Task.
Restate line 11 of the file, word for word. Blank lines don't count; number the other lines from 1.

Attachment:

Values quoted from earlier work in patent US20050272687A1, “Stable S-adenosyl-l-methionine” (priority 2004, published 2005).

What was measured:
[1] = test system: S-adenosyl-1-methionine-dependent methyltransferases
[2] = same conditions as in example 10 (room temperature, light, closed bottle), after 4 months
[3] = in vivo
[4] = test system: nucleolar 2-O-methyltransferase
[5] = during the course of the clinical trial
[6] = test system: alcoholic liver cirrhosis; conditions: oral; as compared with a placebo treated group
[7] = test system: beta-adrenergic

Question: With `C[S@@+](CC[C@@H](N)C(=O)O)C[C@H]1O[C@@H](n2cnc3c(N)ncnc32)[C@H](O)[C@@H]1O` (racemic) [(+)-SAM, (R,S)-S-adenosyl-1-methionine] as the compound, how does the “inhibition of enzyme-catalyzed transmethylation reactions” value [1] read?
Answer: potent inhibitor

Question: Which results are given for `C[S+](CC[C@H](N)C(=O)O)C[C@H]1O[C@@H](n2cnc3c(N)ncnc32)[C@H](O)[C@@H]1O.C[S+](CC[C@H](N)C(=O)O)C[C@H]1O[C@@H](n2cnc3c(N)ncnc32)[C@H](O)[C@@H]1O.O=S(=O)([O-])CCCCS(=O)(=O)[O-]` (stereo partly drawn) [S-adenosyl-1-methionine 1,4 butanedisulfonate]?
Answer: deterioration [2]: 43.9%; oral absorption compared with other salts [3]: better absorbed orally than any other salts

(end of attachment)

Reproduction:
Answer: potent inhibitor